And maybe you truly don’t see us as actual people beyond the mythic, sexualized vision of trans women that your boyfriend was obsessed with. But we certainly haven’t made the mistake of thinking of you as little more than a set of naked tits walking around in lucite heels, rather than a whole intelligent person capable of spreading hatred. Meanwhile, you treat us as no more than unnatural, disturbing porn-bodies fit to be called “things”, rather than real people capable of feeling pain.

If you had said this about any other group of people in society just because they happen to be a niche interest in the adult industries — if you had depicted them as insidiously corrupting your boyfriend’s very orientation, questioned whether some aspect of their bodies met your personal standard of womanhood, and concluded that they are more “things” than they are people — this would not be considered suitable for publication in any respectable venue.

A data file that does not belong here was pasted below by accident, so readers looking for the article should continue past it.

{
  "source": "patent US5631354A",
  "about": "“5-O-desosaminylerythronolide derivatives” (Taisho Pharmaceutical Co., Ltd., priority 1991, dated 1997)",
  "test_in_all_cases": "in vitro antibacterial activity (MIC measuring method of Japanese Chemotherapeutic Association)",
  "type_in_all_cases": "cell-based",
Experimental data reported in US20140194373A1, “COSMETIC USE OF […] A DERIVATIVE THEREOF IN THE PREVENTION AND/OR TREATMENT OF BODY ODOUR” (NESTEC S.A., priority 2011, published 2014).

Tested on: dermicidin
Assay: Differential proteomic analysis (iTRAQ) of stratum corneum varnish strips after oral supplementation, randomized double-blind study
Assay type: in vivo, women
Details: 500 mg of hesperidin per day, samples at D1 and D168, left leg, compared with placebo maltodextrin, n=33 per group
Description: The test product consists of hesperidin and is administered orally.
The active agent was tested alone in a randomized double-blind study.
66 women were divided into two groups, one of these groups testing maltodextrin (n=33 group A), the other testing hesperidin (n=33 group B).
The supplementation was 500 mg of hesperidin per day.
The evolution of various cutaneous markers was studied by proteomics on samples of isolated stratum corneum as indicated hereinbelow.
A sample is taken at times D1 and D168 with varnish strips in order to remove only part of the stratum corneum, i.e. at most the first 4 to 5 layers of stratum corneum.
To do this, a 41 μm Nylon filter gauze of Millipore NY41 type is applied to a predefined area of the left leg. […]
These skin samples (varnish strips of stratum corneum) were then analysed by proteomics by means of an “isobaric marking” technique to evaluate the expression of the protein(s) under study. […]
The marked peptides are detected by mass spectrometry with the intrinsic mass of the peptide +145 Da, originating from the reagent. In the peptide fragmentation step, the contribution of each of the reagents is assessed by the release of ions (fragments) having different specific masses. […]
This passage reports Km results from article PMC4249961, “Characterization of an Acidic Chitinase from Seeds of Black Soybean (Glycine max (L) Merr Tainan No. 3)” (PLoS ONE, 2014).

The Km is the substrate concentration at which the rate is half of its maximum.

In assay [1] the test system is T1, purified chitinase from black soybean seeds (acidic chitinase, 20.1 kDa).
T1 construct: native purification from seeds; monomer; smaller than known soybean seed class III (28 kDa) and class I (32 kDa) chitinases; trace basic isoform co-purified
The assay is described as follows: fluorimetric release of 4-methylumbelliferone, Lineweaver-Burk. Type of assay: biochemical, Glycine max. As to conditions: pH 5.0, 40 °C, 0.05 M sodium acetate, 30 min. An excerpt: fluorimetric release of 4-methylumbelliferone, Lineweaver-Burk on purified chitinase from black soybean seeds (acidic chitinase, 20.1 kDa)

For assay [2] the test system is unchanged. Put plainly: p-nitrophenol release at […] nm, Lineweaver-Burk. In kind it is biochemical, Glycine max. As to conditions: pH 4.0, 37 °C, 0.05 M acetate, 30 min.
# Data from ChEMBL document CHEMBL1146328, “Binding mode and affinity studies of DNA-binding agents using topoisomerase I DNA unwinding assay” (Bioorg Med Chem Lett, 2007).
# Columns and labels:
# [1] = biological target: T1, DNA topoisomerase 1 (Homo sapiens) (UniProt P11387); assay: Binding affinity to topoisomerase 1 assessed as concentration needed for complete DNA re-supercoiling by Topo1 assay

But because this is about us, you knew you could get away with that. On the same day you wrote this attack on our humanity, I wrote of my wish that we could have the simple normalcy of being treated like everyday people, even as I recognized this was impossible right now. You’ve proven, yet again, just how far off such a world is for me and my kind. Thanks.

We’re not the ones who are responsible for breaking up your relationship. Still, I’ll give you the same advice your boyfriend should have listened to: Stay the hell away from us.

Sorry About Your Boyfriend, You Transphobic Jerk